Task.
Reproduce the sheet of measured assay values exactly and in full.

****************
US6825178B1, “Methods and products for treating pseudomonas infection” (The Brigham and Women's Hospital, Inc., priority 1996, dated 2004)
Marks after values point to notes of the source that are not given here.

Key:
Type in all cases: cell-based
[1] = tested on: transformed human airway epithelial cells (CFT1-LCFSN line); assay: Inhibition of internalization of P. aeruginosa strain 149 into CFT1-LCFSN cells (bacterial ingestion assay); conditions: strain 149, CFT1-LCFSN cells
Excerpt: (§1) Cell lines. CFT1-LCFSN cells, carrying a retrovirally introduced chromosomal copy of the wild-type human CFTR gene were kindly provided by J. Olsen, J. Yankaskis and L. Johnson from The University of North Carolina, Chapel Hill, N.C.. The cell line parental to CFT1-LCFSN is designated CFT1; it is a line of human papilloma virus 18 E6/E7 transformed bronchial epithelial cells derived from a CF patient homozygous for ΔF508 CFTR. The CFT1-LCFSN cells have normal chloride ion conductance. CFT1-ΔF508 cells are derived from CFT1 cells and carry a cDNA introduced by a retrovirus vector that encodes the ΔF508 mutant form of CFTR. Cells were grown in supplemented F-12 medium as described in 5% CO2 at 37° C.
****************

US6825178B1, “Methods and products for treating pseudomonas infection” (The Brigham and Women's Hospital, Inc., priority 1996, dated 2004)
Marks after values point to notes of the source that are not given here.

Key:
Type in all cases: cell-based
[1] = tested on: transformed human airway epithelial cells (CFT1-LCFSN line); assay: Inhibition of internalization of P. aeruginosa strain 149 into CFT1-LCFSN cells (bacterial ingestion assay); conditions: strain 149, CFT1-LCFSN cells
Excerpt: (§1) Cell lines. CFT1-LCFSN cells, carrying a retrovirally introduced chromosomal copy of the wild-type human CFTR gene were kindly provided by J. Olsen, J. Yankaskis and L. Johnson from The University of North Carolina, Chapel Hill, N.C.. The cell line parental to CFT1-LCFSN is designated CFT1; it is a line of human papilloma virus 18 E6/E7 transformed bronchial epithelial cells derived from a CF patient homozygous for ΔF508 CFTR. The CFT1-LCFSN cells have normal chloride ion conductance. CFT1-ΔF508 cells are derived from CFT1 cells and carry a cDNA introduced by a retrovirus vector that encodes the ΔF508 mutant form of CFTR. Cells were grown in supplemented F-12 medium as described in 5% CO2 at 37° C.